But over the last ten to fifteen years a situation has emerged which few would have imagined and in a certain sense few have fully adverted to. Just look at last year, where as a result of an economic crisis and financial austerity we witnessed unprecedented pressure on all of Crosscare’s services. Decreasing financial support from statutory bodies was accompanied by significant increase in demand for services. Crosscare, alongside others, has been called to respond directly to the staggering increase in the numbers of families and children who are now homeless. Crosscare now finds itself providing additional family meals to those who are living in hotels along with increasing the provision of food support locally through community based food banks. Over the last few Christmases Crosscare has had to make additional appeals for basic food for families as stock of food banks went low.
The extent of homelessness and hunger in today’s Dublin is creating a divided society of which no one can be proud. A child who has to grow up without a proper home and who misses out on basic nutrition brings disadvantage with them for the rest of their lives. A hungry and homeless child is faced with unequal opportunity on so many fronts. More and more elderly who have contributed so much to building our prosperous and successful Ireland find themselves facing new insecurity and loneliness in the latter years of their lives.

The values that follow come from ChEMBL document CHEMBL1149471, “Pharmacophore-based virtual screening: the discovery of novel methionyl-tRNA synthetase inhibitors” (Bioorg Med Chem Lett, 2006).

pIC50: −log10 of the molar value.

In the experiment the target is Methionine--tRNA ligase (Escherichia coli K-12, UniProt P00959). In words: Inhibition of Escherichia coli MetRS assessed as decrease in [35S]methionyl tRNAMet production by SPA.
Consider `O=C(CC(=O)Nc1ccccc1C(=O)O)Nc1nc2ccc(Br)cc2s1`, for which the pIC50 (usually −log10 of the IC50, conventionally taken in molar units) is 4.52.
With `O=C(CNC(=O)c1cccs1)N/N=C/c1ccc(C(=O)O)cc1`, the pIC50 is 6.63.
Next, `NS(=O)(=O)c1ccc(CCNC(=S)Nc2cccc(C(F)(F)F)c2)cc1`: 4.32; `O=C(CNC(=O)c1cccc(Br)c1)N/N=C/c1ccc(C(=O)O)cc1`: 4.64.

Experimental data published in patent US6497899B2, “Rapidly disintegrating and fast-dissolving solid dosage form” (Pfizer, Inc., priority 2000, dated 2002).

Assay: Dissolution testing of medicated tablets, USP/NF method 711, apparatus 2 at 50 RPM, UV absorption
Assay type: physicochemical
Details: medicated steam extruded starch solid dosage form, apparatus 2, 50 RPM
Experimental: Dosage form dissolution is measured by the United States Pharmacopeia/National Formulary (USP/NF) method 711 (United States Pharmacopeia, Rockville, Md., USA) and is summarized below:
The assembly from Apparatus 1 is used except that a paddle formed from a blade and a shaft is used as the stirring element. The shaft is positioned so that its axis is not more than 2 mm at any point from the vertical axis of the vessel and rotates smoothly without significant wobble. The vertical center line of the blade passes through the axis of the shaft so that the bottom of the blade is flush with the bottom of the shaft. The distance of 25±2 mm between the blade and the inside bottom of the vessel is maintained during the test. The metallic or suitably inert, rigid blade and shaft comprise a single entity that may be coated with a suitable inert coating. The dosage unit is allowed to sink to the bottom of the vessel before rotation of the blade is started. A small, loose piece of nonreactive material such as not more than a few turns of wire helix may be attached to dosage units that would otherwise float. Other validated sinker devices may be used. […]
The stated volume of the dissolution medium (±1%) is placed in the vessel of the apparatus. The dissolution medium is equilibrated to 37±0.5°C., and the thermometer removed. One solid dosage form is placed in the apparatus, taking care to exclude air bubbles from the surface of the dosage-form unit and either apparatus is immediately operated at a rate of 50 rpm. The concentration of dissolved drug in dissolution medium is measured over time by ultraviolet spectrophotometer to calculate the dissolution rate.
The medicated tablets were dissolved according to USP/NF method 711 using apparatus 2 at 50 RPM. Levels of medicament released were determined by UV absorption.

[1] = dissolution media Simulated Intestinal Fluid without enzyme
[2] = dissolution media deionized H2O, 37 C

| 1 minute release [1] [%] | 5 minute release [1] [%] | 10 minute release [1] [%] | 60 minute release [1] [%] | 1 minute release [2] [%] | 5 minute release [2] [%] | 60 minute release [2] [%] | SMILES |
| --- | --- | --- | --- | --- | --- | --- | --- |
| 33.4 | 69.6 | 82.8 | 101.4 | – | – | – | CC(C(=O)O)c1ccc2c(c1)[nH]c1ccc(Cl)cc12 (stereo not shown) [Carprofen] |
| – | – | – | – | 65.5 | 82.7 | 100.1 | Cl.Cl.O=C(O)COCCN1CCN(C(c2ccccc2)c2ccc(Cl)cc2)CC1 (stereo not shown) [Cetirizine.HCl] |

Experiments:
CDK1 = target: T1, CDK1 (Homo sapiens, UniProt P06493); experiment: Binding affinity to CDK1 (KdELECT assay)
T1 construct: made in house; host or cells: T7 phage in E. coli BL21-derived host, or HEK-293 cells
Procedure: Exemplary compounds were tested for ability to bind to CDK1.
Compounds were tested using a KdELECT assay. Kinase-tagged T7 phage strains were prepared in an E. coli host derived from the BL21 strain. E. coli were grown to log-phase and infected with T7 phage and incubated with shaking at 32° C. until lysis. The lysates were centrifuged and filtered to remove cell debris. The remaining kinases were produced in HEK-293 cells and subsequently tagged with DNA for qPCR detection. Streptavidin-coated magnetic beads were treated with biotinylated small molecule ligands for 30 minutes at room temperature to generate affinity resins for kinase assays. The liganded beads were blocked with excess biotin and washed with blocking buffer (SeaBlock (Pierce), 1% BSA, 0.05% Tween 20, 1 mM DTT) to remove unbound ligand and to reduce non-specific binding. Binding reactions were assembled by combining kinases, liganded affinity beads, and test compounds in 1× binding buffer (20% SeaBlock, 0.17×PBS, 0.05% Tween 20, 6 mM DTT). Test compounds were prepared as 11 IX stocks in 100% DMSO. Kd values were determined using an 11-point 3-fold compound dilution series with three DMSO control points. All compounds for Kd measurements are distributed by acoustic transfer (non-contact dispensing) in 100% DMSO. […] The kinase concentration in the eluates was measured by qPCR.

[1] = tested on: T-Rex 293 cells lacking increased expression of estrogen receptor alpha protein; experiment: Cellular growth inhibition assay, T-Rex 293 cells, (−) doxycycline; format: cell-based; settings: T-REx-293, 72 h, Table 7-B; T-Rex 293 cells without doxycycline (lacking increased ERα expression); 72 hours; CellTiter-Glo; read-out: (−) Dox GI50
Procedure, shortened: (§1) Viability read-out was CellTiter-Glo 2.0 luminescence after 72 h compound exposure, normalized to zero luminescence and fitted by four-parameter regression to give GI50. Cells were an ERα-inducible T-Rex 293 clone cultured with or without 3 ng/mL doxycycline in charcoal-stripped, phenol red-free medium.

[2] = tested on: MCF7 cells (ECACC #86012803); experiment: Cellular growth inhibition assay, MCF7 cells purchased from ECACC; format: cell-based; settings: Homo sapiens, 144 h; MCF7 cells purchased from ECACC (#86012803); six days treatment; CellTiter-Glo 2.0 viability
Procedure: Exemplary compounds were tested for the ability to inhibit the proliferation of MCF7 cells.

It is easy to point fingers and identify failure on the part of policy makers. But in the long run we have to admit that all of us bear some responsibility, at the minimum though turning a blind eye to the seriousness of the new divide in Irish society. At various stages in my life I have listened to calls for new crusades to address social and cultural issues within Irish society. Today we need a real crusade against poverty and a real revolutionary campaign to fight poverty. We need to provoke broad engagement within society. Crosscare has a rich tradition of community involvement and of investment in building up community. There is no place today just for polemics and for conflict between public and private, statutory and voluntary. We need a new sense of common purpose and participatory society.